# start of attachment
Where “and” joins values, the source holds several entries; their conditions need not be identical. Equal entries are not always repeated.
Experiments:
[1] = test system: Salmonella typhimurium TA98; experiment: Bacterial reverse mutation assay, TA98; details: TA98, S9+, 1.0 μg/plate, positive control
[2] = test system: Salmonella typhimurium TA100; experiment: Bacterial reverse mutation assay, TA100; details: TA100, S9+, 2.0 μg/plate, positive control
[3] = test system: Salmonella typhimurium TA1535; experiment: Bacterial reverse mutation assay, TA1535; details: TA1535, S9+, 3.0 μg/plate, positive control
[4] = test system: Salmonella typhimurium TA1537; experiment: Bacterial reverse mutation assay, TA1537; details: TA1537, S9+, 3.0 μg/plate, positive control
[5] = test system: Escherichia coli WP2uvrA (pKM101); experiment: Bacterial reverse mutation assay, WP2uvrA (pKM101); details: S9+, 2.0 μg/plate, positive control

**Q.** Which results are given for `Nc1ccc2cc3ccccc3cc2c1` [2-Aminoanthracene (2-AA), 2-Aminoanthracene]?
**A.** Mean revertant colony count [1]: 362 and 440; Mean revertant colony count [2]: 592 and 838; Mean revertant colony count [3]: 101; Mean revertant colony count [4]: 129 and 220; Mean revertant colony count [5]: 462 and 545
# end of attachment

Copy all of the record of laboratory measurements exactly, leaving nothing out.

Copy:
Where “and” joins values, the source holds several entries; their conditions need not be identical. Equal entries are not always repeated.
Experiments:
[1] = test system: Salmonella typhimurium TA98; experiment: Bacterial reverse mutation assay, TA98; details: TA98, S9+, 1.0 μg/plate, positive control
[2] = test system: Salmonella typhimurium TA100; experiment: Bacterial reverse mutation assay, TA100; details: TA100, S9+, 2.0 μg/plate, positive control
[3] = test system: Salmonella typhimurium TA1535; experiment: Bacterial reverse mutation assay, TA1535; details: TA1535, S9+, 3.0 μg/plate, positive control
[4] = test system: Salmonella typhimurium TA1537; experiment: Bacterial reverse mutation assay, TA1537; details: TA1537, S9+, 3.0 μg/plate, positive control
[5] = test system: Escherichia coli WP2uvrA (pKM101); experiment: Bacterial reverse mutation assay, WP2uvrA (pKM101); details: S9+, 2.0 μg/plate, positive control

**Q.** Which results are given for `Nc1ccc2cc3ccccc3cc2c1` [2-Aminoanthracene (2-AA), 2-Aminoanthracene]?
**A.** Mean revertant colony count [1]: 362 and 440; Mean revertant colony count [2]: 592 and 838; Mean revertant colony count [3]: 101; Mean revertant colony count [4]: 129 and 220; Mean revertant colony count [5]: 462 and 545